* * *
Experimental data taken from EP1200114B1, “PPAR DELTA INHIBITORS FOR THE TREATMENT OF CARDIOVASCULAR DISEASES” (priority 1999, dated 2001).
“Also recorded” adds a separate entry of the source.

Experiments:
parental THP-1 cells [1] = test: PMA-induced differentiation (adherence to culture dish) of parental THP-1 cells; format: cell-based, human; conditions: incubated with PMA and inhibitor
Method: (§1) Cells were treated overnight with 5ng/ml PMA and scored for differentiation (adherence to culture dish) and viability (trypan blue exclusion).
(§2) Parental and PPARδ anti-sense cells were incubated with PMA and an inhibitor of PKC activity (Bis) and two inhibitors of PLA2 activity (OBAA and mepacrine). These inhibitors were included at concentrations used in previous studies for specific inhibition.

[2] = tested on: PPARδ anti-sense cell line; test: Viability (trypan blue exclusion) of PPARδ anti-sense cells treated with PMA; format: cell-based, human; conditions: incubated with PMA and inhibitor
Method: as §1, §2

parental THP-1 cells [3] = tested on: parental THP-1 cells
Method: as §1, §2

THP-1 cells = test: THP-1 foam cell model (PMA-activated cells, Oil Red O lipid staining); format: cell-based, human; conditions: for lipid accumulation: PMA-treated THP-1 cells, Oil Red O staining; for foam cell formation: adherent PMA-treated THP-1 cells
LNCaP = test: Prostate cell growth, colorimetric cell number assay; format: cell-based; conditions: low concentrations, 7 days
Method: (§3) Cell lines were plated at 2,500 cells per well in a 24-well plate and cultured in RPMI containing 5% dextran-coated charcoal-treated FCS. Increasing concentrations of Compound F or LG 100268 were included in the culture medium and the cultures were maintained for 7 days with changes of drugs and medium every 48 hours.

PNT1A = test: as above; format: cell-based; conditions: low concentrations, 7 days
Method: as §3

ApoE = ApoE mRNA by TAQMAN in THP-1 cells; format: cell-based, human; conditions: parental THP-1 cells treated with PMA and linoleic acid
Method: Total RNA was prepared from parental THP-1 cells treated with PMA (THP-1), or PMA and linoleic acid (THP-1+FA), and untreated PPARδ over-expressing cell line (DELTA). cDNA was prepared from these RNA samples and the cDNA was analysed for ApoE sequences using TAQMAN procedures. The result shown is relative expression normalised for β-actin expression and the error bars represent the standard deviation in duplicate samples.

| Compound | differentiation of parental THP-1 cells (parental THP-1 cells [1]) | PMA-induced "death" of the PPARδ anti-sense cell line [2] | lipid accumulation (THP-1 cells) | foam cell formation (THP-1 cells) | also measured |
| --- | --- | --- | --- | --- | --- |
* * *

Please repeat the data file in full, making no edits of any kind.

Experimental data taken from EP1200114B1, “PPAR DELTA INHIBITORS FOR THE TREATMENT OF CARDIOVASCULAR DISEASES” (priority 1999, dated 2001).
“Also recorded” adds a separate entry of the source.

Experiments:
parental THP-1 cells [1] = test: PMA-induced differentiation (adherence to culture dish) of parental THP-1 cells; format: cell-based, human; conditions: incubated with PMA and inhibitor
Method: (§1) Cells were treated overnight with 5ng/ml PMA and scored for differentiation (adherence to culture dish) and viability (trypan blue exclusion).
(§2) Parental and PPARδ anti-sense cells were incubated with PMA and an inhibitor of PKC activity (Bis) and two inhibitors of PLA2 activity (OBAA and mepacrine). These inhibitors were included at concentrations used in previous studies for specific inhibition.

[2] = tested on: PPARδ anti-sense cell line; test: Viability (trypan blue exclusion) of PPARδ anti-sense cells treated with PMA; format: cell-based, human; conditions: incubated with PMA and inhibitor
Method: as §1, §2

parental THP-1 cells [3] = tested on: parental THP-1 cells
Method: as §1, §2

THP-1 cells = test: THP-1 foam cell model (PMA-activated cells, Oil Red O lipid staining); format: cell-based, human; conditions: for lipid accumulation: PMA-treated THP-1 cells, Oil Red O staining; for foam cell formation: adherent PMA-treated THP-1 cells
LNCaP = test: Prostate cell growth, colorimetric cell number assay; format: cell-based; conditions: low concentrations, 7 days
Method: (§3) Cell lines were plated at 2,500 cells per well in a 24-well plate and cultured in RPMI containing 5% dextran-coated charcoal-treated FCS. Increasing concentrations of Compound F or LG 100268 were included in the culture medium and the cultures were maintained for 7 days with changes of drugs and medium every 48 hours.

PNT1A = test: as above; format: cell-based; conditions: low concentrations, 7 days
Method: as §3

ApoE = ApoE mRNA by TAQMAN in THP-1 cells; format: cell-based, human; conditions: parental THP-1 cells treated with PMA and linoleic acid
Method: Total RNA was prepared from parental THP-1 cells treated with PMA (THP-1), or PMA and linoleic acid (THP-1+FA), and untreated PPARδ over-expressing cell line (DELTA). cDNA was prepared from these RNA samples and the cDNA was analysed for ApoE sequences using TAQMAN procedures. The result shown is relative expression normalised for β-actin expression and the error bars represent the standard deviation in duplicate samples.

| Compound | differentiation of parental THP-1 cells (parental THP-1 cells [1]) | PMA-induced "death" of the PPARδ anti-sense cell line [2] | lipid accumulation (THP-1 cells) | foam cell formation (THP-1 cells) | also measured |
| --- | --- | --- | --- | --- | --- |